Ruffed Grouse

Male and female
Grouse; Shoulder-knot Grouse; Partridge; Drumming Grouse; Birch Partridge; Pheasant; Drumming Pheasant; Mountain Pheasant.
Length, 18 inches. Color above, reddish-brown, spotted; below, yellowish, barred with dark. Both crested and ruffed; tail and wings of equal length; tail with I8 broad, blunt feathers, and somewhat double notched, so that it is nearly half-diamond shape when spread; tarsus partly feathered in front.
Lores, cream; crown, variegated black, brown, and yellow; nape more softly blended with gray and reddish-brown; hack and shoulders, cinnamon-rufous, each feather with a broad yellowish-white center stripe, this stripe mottled on both sides with brownish-black; lower back, rump, and upper tail-feathers, tawny-brown mixed with gray, speckled with heart-shaped spots of yellowish-white; tail, warm brown or grayish-ash, crossed with six or seven narrow bands of blackish-brown, the subterminal one much wider, the feathers tipped with whitish; throat, dull ocher; rest of under parts, whitish tinged with pale brown or pale yellow; the breast, narrowly but boldly crossed with traverse bars of burnt umber or sepia, sides and abdomen with large traverse wedge-shaped spots of dusky and brown, under tail-coverts and thigh-feathers faintly marked or immaculate; ruff, purplish-black; wing-coverts, a warm brown or cinnamon with a narrow shaft streak of white; secondaries and primaries, dusky, the former edged and tipped with yellowish-white, the outside webs of latter with a number of elongated spots of yellowish white.
Similar to adult.
On the ground, in thickets, dense underbrush, on the borders or in large woods, alongside of a log or at the base of a large tree; constructed of old leaves, a few feathers, weed stems, grass, and roots.
6 to I5, usually 10 or 12, varying from whitish through cream to a pale brown, usually without spots but sometimes lightly speckled with shades of brown.
Eastern United States from Minnesota, Michigan, southern New York, and southern Vermont south to eastern Kansas, northern Arkansas, Tennessee, and Virginia, and in the Alleghenies to northern Georgia.

The bird called Partridge or Birch Partridge in the North and Pheasant in some of the middle and southern States is really a typical forest Grouse. It is a hardy dweller in rough, cold lands. Dark forests, rocky mountain sides, deep thickets, and sheltered swamps are its favorite hiding places in summer or winter. It likes the dim and silent woods, far from the haunts of man, but will tolerate his presence if only he leave intact the stately trees; it is no lover of open plains and where the woods are destroyed it soon disappears.
Most country boys in the northern United States well remember their first experience in the woods with this brave and hardy bird. No sound of the forest is more startling than the sudden thunderous roar of beating pinions with which it rises, sometimes almost from under foot, scattering the fallen leaves like a little whirlwind, tearing its way through rustling leaves and bending twigs, winning distance and concealment in one breathless instant. A stirring dash, a swirl of leaves and it is gone, leaving the slow, blundering human biped startled and staring with open mouth and fast-beating heart. It is not necessary for this Grouse to rise with such bluster for it can fly and alight as quietly as most birds, but the sudden whir speaks eloquently of fear and is the bird's method of escaping quickly, confounding its enemies, and sounding the alarm to its companions in danger.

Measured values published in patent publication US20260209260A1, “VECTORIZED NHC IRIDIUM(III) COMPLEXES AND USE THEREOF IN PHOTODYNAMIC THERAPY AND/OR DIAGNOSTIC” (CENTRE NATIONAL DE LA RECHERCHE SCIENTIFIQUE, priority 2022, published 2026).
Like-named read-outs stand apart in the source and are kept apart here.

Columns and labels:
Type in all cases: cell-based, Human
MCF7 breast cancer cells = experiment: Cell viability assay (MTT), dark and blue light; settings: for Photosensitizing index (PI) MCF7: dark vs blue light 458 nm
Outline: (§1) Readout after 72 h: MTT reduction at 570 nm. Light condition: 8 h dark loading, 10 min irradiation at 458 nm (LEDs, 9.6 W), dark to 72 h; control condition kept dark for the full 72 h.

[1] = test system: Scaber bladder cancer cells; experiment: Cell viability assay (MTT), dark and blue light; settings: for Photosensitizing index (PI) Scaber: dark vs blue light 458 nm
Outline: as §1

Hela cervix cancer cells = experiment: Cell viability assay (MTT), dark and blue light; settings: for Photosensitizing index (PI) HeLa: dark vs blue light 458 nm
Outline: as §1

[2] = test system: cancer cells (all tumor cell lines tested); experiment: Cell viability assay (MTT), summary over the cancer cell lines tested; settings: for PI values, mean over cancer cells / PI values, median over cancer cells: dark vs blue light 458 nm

Often the swift bird escapes before the startled gunner has fairly caught sight of it.
The four recognized races of -this Grouse-the Ruffed Grouse (Bonasa. umbellus umbellus), the Canada Ruffed Grouse (Bonasa unzbellus togata), the Gray Ruffed Grouse (Bonasa umbellus umbelloides), and the Oregon Ruffed Grouse (Bonasa umbrllus sabini) -- extend the range of the species over much of the wooded regions of the United States and Canada and it is known more widely than most other game birds, but its habits can hardly be said to be so well known, as wherever it is much hunted it becomes extremely shy and suspicious, and some of its ways are, even now, the subject of dispute. Probably no one man has lived long enough to learn all its wiles. Its wildness in settled regions is the more remarkable when we realize that when the first explorers came to this country this Grouse had so little fear of mankind that it would sit on a low limb gazing curiously at the intruder and could be killed with a stick. Only a few years ago in the great untrodden forests of British Columbia I found it similarly unsuspicious. The young when reared artificially from the egg are so tame that they are in danger of being trodden underfoot. Fortunately the bird has so capable a brain that a brief experience with the " man behind the gun " serves to " educate " it and if it survives its first few experiences with flying shot it becomes quite another bird.